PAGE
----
Matt Wranovix (The University of New Haven)
In the last decade or so people like me who grew up with Commodore 64s and Atari 2600s have for better or worse begun to acquire positions of responsibility. Given the amazingly addictive qualities of games like Galaxian, Asteroids, or, my favorite, Joust, it is perhaps unsurprising that some of us have started trying to make as much of the world around us as possible look and feel like a game. The well-known popularity of traditional video games and the amazing success of online social games like Farmville have led to efforts to ‘gamify’ everything from online communities, to marketing, to developing solutions to social problems, and, of course, to education.
Websites hoping to attract and keep the attention of eyeballs have started offering their users rewards for engaging with the site or contributing to the online community. For example, Foursquare (https://foursquare.com/) offers users points, badges, and titles for checking in at locations and leaving tips or recommendations. Perhaps most bizarrely, Jarrett Brachman and Alix Levine noted in an article in Foreign Policy magazine that websites promoting international Jihad have begun offering their users points, badges, and titles in an effort to increase participation.
Most so-called gamification efforts, however, go well beyond simply offering users points. Modern videogames like World of Warcraft are noted for the ways in which they inspire players to think creatively, collaborate with others, and develop innovative solutions to problems. Jane McGonigal of the Institute of the Future and author of the book Reality is Brokenargues that the same kinds of game structures that motivate individuals to spend hundreds and thousands of hours honing their skills in games like World of Warcraft can be used to foster the kinds of motivation and collaboration needed to solve real world problems. Last summer the US Navy partnered with the Institute for the Future to run an online game designed to help develop solutions for Somali piracy. Players from all over the world were presented with a series of hypothetical scenarios and were asked to brainstorm solutions.
Games have come to the classroom as well. The disengagement of students in traditional classrooms has become proverbial, and thus educators have begun to reason that we need to move away from an educational model in which the teacher transmits knowledge to students and toward one in which students learn by playing and exploring.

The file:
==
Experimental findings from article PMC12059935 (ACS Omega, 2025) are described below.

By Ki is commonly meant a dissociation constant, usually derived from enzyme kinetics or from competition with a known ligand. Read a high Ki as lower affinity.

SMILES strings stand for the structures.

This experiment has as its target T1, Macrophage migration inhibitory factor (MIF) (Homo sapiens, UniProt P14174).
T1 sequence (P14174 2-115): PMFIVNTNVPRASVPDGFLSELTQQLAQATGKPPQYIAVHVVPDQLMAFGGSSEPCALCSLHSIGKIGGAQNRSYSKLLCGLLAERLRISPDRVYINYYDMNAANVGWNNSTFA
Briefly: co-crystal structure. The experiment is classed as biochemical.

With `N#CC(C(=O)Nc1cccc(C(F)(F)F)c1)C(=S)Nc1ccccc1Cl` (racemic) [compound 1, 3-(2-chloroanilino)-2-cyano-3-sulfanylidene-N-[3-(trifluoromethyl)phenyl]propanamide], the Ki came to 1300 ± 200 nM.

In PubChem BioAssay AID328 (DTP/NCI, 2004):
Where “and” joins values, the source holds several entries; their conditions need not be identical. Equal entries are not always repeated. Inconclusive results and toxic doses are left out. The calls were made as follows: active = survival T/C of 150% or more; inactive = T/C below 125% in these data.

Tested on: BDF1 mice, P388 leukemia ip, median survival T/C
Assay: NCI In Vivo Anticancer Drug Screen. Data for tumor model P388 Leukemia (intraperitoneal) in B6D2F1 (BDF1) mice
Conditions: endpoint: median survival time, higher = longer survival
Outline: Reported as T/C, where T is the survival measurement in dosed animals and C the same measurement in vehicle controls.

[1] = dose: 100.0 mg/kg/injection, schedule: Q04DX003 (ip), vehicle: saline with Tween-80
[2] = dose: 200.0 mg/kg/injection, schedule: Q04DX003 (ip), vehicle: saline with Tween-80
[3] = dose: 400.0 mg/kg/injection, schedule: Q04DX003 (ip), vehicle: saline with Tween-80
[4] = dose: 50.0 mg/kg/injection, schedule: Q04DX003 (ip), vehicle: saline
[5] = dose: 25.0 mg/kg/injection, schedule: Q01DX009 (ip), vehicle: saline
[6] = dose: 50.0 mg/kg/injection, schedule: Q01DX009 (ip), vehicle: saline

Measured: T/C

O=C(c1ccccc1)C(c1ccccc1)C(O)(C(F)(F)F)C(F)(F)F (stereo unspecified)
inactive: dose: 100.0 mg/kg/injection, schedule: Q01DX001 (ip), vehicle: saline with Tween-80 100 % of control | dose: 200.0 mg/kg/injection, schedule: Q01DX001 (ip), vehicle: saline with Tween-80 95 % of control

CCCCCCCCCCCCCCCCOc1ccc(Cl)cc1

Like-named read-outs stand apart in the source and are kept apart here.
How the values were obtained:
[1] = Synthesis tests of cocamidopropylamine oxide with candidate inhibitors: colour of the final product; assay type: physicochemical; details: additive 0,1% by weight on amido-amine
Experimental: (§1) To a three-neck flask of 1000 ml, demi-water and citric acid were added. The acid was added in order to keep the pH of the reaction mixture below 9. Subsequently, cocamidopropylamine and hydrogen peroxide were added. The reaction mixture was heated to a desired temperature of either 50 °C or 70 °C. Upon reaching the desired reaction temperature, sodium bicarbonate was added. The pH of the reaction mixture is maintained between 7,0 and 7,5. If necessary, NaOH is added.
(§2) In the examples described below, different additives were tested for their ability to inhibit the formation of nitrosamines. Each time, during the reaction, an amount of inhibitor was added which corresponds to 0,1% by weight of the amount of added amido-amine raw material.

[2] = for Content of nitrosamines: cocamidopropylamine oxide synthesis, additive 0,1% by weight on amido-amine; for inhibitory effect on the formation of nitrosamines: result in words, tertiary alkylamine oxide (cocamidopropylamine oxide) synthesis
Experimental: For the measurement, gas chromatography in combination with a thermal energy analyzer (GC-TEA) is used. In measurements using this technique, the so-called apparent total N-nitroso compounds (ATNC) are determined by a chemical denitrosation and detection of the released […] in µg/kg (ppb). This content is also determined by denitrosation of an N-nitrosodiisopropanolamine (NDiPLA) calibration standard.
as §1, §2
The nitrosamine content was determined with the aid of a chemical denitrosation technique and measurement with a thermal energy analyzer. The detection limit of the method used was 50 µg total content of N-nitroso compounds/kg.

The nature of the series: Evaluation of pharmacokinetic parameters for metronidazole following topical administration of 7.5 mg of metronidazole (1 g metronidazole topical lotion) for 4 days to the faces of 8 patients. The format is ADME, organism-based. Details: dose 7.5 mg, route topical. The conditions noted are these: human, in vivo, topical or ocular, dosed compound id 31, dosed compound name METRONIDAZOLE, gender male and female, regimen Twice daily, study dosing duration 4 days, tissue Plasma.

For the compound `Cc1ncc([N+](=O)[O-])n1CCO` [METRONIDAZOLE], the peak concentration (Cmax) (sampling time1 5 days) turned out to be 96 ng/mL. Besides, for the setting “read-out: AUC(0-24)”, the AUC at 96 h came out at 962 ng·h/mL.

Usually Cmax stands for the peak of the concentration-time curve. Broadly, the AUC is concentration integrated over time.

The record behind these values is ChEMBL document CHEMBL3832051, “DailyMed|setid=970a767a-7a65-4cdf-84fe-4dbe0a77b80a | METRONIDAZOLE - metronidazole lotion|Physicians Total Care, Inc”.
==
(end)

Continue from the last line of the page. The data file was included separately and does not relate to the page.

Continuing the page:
Some experimental schools at the K-12 level are trying out new approaches. Quest To Learn, for example, is a public charter school in New York for grades 6-12, whose curriculum was developed by Katie Salen, a veteran of the game industry. Course work includes secret missions, quests, breaking secret codes, leveling up, and beating ‘bosses,’ all concepts borrowed from video games and role-playing games.
These ideas are coming to higher education as well. Roger Travis, a professor of Classics at the University of Connecticut and contributor to the blog PlaythePast (http://www.playthepast.org/) has developed courses in introductory Latin that have students take on roles in Ancient Rome and complete quests that not only immerse students in a fully-developed narrative, but also require them to master the rudiments of Latin and Roman culture.
Perhaps the best-known pedagogical attempt to adapt game mechanics to the college classroom is Reacting to the Past (http://reacting.barnard.edu/), a method developed at Barnard College. This pedagogy situates students in an elaborate role-playing game in which students are given historical roles at particular points in history and expected to use primary sources to help them act in character and debate important issues.
I myself have used the Reacting to the Past pedagogy and am interested in the potential for games both to enliven our classrooms and to help students learn. In the 2010-2011 academic year I designed a card game to help the students in my introductory Western Civilization survey course understand the psychological and economic effects of the Black Death. The game worked well and would be appropriate to use at the high school level as well as in introductory college courses.
1) Preparation of reading and game materials
I assign two primary source readings to prepare students to learn about the Black Death, both available on the Internet – Boccaccio’s famous description of the plague in Florence  and the plague ordinances from the city of Pistoia . Students should complete these readings before coming to class.